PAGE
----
In the temple of Shanhur, about 12 kilometers north of Luxor, have been found reliefs in which the emperor Claudius appears represented as king of Upper and Lower Egypt. It has been a group of researchers from the University of Swansea in Wales and the University of Leuven in Belgium has achieved identify the roman emperor.
Claudio wears a crown formed by four calla lilies resting on ram's horns on which three hawks rest. In front of Claudio is Min, god of fertility. It has a whip and wears a feather crown with a double sun disk. He also sports an erect penis, which is usual for this god. Behind him is his cult chapel, and between him and Claudio eight men who represent those who should enact the ritual. Inscriptions and iconography suggest that by performing this ritual, Claudio takes on the formidable characteristics of Min.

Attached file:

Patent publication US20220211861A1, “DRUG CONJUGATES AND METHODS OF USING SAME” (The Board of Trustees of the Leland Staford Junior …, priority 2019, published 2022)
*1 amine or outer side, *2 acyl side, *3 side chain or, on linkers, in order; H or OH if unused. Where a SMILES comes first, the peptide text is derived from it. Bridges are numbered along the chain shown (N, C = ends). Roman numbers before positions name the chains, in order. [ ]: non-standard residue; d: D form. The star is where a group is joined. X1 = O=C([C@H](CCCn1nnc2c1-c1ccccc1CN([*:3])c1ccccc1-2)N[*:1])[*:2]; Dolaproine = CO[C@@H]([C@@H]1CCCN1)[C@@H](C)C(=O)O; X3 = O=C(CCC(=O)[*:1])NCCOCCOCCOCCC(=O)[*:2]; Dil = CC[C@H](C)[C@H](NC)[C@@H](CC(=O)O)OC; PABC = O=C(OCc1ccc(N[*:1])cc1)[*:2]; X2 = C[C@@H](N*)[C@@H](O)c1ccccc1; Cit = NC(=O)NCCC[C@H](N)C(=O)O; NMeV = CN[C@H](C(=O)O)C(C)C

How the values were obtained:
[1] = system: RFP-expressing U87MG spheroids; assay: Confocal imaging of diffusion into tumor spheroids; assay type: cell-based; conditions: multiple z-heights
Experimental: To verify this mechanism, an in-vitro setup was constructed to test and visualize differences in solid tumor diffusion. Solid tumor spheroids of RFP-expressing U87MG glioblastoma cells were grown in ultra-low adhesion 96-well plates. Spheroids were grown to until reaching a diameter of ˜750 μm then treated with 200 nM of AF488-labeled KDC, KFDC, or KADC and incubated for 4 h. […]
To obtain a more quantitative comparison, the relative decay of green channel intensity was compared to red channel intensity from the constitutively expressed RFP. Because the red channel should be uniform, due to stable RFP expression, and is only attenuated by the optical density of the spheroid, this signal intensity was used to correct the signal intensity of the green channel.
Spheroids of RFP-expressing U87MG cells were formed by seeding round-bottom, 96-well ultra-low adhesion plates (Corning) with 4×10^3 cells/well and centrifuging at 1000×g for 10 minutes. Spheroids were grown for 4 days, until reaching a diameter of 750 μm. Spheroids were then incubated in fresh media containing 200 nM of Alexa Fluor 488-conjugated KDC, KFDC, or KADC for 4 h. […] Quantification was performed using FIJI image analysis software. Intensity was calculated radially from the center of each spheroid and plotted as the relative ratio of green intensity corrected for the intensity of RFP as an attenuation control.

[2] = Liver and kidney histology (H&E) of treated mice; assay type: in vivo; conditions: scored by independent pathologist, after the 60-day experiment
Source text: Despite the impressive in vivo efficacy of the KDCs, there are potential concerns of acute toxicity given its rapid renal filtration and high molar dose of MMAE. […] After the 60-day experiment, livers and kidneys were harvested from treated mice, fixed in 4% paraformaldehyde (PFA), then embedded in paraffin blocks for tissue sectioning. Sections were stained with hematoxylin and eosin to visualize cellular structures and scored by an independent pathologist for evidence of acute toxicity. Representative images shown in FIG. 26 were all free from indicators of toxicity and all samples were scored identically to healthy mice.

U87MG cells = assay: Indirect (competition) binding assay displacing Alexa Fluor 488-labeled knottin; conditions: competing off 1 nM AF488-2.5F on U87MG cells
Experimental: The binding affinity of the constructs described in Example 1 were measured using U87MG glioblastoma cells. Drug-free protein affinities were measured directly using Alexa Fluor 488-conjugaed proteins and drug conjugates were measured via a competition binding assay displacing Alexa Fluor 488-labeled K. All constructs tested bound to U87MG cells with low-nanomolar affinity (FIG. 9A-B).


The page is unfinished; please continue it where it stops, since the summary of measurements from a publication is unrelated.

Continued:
The temple itself dates from Roman times and It was originally built as a temple to Isis in the time of Augustus. However, the carvings on the eastern and western outer walls were made during the reign of Emperor Claudius.
The carvings found were exposed for the first time in the years 2000-2001. They had been covered by a mound of earth that protected the outer walls of the temple thus leaving the sizes in perfect condition. In the years after the protection granted by the mound, the sculptures, made from limestone of a lower grade and, therefore, susceptible to erosion; they have been somewhat affected.
The appearance of a date indicates that this ritual really happened, despite the fact that Emperor Claudius himself was not present in person and in fact, never went to egypt. Probably a priest acted as his representative, something common at the time since the king could not appear in each ritual.
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